Global Lottery Monitoring System (GLMS) has published its 2020 mid-term report, citing increased illegal activity on the sports betting front as well as strong progress made by the association during the first half of the year.
In its breakdown of alerts by continent and sport, GLMS revealed that North America had been subject to 13 alerts comprising seven for soccer, four for tennis and two for hockey. South America saw eight alerts – six for soccer and two for tennis.
According to President Ludovico Calvi in his opening remarks, the cessation of mainstream sport competitions worldwide due to the Covid-19 outbreak has created a “window of opportunity for malefactors to exploit and manipulate sports betting across the globe”.
He stated: “I have personally observed an extremely busy period during the last three months with the detection of mounting irregular and suspicious betting activities. As our sport integrity association reacted promptly to the new and unexpected threats through our Integrity Hubs in Copenhagen, Hong Kong and Montreal, together with members and partners, we have never been so busy as we have in this period in fighting the phenomena of ghost matches and match fixing.”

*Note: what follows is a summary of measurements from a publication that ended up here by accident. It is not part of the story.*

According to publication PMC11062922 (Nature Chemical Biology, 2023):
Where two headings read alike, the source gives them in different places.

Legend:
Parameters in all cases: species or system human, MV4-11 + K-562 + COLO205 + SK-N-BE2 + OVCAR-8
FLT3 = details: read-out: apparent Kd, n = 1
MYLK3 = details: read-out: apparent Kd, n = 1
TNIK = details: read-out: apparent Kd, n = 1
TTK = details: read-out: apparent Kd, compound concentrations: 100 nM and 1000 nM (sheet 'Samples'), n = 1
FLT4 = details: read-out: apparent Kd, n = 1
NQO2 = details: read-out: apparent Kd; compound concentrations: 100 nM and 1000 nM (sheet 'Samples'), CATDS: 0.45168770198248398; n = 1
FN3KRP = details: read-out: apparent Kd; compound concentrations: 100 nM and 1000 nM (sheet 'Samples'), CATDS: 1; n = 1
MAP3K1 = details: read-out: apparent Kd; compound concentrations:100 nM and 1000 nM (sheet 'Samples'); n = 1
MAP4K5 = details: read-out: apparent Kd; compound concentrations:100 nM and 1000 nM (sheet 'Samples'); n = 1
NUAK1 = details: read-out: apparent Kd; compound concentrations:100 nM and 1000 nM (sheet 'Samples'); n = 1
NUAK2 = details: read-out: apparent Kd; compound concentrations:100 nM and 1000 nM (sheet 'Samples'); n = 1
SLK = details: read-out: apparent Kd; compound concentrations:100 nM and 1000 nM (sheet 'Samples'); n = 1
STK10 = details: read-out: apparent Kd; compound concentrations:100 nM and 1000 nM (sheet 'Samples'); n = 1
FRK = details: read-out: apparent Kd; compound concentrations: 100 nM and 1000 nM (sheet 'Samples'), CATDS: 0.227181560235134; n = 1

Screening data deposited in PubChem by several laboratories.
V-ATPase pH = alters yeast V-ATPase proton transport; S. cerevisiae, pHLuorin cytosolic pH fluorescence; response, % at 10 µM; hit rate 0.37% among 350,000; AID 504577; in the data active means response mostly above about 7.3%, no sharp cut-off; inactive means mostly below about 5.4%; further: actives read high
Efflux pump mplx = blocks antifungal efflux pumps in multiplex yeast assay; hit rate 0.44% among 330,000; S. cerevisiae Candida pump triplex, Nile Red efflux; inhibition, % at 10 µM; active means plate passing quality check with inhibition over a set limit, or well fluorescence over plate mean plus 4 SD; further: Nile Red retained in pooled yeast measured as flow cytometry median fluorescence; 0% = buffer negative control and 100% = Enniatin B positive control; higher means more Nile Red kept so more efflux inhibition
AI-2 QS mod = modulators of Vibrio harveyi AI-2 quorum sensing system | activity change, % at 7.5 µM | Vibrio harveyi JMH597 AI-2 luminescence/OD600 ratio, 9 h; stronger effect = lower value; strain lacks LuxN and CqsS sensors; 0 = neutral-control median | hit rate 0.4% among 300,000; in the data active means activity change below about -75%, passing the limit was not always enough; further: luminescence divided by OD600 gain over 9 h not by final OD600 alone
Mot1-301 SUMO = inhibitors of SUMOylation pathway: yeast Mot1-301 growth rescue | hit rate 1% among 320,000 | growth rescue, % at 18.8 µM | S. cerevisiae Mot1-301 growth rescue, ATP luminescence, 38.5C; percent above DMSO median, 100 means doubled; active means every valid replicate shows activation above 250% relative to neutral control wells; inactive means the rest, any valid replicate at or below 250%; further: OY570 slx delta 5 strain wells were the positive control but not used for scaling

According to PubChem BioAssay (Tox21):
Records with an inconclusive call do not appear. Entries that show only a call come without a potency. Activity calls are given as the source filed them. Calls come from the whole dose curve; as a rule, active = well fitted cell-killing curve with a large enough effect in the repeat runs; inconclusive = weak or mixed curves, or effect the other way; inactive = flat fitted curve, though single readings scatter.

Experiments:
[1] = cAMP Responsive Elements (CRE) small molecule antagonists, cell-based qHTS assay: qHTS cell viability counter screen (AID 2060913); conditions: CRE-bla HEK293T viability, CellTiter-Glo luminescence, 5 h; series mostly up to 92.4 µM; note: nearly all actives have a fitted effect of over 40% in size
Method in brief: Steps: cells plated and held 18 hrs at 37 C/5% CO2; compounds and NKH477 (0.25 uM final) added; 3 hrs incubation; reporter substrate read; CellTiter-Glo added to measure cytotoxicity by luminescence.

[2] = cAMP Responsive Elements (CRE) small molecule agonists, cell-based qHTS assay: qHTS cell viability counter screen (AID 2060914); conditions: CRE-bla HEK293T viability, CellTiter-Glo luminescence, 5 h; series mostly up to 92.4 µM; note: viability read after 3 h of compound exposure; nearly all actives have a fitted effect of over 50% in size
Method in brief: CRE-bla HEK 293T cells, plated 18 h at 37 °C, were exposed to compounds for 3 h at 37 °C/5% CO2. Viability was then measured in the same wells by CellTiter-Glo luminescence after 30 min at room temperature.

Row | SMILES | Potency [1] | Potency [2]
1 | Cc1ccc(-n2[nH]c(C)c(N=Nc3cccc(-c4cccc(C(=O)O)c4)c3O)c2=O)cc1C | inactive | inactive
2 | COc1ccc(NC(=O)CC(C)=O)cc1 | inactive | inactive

Calvi confirmed that during the last quarter, there was an increased number of cases of “matches” which never actually took place, but were promoted on the web with the goal of profiting at the expense of the unsuspecting public and betting operators.
“Criminal organisations have been very active since the outbreak of Covid-19, seizing any opportunity – even during a pandemic crisis – to further their illicit activities,” he said. “As a result, GLMS has increased the level of vigilance and intelligence monitoring and will do more so in the upcoming months.
“Additional threats are likely to continue to materialize while sport events resume in a usually quiet sporting period of the year, given that the financial crisis has adversely impacted countless sport organisations globally, which in turn, may increase the level of risk-taking and vulnerability of athletes and sport stakeholders.”